Story In Verse: Poetic Form & Fiction
Teller of tales within verse.
A heartbeat’s snapshot.
With National Poetry Month just around the corner, reading and writing poetry has been on my mind lately. Humans have been telling stories in poetic form since the beginning of oral storytelling. From The Odyssey and The Iliad to Beowulf and Ramayana, poetry has deeply influenced our experience of literature before the novel, as we know it today, was born. Now, don’t get me wrong, I’m a big fan of the modern novel. Love it in fact! But I still can’t fully shake the feeling that poetry occasionally gets overlooked for a myriad of reasons: poetry is stuffy or pretentious; it doesn’t tell a full story; or it’s either too easy (based solely on the number of words on a page) or it’s too hard (missing information for the sake of the form).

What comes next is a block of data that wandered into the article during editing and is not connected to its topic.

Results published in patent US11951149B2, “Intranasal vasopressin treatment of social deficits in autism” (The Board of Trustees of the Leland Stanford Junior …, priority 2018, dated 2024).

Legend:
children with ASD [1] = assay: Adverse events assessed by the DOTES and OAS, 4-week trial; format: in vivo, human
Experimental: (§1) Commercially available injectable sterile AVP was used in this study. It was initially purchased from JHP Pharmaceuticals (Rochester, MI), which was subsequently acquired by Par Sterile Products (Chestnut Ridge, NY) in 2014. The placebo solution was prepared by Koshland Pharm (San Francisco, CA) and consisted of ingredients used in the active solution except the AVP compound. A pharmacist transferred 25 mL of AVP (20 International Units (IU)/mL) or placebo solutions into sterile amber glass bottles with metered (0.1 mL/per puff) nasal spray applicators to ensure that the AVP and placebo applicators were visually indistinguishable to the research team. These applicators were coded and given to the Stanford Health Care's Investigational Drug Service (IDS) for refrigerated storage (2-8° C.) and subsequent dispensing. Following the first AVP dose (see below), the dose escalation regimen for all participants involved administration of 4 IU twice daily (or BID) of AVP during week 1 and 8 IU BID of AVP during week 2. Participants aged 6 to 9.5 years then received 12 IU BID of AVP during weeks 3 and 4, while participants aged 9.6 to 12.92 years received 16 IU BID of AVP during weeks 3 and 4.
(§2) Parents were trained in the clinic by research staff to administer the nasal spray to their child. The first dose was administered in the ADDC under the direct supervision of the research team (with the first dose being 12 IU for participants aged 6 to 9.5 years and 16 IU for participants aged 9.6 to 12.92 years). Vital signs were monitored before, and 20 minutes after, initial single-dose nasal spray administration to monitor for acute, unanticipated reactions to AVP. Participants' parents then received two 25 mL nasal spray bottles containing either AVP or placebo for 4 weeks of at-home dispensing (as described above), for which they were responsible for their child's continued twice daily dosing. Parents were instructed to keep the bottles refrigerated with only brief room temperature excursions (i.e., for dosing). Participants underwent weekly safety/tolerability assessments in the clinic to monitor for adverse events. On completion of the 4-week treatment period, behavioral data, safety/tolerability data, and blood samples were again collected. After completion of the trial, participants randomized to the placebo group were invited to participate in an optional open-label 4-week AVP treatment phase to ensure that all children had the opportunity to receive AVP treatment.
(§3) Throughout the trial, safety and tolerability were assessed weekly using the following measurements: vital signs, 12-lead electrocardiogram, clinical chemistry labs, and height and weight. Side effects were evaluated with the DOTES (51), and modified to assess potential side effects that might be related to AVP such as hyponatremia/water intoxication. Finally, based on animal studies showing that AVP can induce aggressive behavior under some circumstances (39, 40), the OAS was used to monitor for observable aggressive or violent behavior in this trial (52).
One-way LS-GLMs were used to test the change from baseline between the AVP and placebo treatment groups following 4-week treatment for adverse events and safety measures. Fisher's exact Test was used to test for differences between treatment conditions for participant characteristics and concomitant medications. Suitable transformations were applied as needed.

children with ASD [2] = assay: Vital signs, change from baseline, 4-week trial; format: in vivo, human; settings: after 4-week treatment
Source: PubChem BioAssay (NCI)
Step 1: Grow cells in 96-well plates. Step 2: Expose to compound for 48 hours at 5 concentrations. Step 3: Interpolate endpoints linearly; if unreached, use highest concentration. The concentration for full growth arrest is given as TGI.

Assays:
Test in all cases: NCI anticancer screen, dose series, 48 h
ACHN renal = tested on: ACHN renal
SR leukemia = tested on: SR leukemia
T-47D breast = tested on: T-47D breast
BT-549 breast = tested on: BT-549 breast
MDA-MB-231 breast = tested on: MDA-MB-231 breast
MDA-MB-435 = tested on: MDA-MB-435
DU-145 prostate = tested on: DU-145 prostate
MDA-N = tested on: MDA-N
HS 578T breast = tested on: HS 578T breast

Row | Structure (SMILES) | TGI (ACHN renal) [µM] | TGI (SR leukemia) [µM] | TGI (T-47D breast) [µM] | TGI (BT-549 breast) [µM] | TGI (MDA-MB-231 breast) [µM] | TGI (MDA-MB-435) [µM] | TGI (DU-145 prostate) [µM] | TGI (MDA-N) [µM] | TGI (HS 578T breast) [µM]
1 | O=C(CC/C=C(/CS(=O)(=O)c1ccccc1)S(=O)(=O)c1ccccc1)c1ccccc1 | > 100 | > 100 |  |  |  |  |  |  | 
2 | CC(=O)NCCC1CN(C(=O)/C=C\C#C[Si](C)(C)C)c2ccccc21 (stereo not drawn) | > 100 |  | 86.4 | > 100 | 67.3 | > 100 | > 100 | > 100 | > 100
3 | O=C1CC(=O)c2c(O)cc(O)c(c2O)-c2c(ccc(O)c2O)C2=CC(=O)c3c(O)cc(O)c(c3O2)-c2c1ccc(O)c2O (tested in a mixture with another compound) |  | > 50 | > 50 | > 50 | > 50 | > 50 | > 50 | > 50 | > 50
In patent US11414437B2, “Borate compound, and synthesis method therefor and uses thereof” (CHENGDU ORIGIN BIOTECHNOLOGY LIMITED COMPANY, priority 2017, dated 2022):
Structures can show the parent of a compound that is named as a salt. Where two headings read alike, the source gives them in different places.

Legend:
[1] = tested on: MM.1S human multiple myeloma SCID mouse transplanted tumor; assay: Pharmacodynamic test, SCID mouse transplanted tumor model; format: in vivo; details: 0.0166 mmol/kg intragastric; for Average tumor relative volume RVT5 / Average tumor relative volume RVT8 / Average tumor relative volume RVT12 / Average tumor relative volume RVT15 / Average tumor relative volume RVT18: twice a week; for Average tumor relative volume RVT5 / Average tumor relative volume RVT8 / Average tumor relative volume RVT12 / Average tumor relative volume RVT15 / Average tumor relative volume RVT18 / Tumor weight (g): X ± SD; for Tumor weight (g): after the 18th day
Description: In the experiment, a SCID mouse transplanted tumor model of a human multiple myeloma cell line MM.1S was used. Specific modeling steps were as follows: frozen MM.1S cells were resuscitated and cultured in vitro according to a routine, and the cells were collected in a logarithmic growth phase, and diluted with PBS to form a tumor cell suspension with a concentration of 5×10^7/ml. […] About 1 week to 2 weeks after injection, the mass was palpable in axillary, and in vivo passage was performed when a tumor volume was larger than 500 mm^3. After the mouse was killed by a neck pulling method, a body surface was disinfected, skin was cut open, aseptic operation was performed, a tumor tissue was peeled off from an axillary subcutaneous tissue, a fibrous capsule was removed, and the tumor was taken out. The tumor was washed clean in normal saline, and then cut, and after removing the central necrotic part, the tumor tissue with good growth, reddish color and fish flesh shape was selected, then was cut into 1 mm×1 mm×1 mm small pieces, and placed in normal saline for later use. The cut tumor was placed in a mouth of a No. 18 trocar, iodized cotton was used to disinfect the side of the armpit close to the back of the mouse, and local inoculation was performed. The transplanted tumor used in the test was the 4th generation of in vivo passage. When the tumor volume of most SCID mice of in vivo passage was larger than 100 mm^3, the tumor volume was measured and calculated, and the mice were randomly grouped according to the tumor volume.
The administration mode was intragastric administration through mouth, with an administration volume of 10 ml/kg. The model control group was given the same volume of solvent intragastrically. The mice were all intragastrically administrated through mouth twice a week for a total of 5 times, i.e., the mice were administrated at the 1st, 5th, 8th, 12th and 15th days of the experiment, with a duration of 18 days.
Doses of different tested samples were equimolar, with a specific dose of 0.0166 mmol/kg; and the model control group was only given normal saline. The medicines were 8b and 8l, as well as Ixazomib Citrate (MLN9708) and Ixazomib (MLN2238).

While I feel these reasons do an injustice to poetry by oversimplifying it, these feelings are often shaped by our earliest experiences of poetry, either in a classroom setting or outside of it. In a classroom, we probably examined specific poems because they were considered “great.” We studied the rhyme scheme, structure and interpreted their meaning (is Shakespeare’s “Sonnet 18” coming to anyone’s mind?). These are valid ways of studying poetry, but they don’t necessarily showcase what poetry is supposed to do: make you feel alive. Outside of the classroom, if we were exposed to poetry, we might have been given a poem, read it, enjoyed it in the moment, and moved on. While this reading might be closer to the essence of the poem, did we really understand what we read?
Understanding poetry is a balancing act, and like any other kind of reading, it takes time to learn. Regardless of our first experiences with poetry, should we choose to try and widen our search for poetic writing, there is a whole world of literature to be discovered. And if we didn’t already enjoy poetry, there is enough variety that there is something for everybody–music, history, love, adversity, and triumph.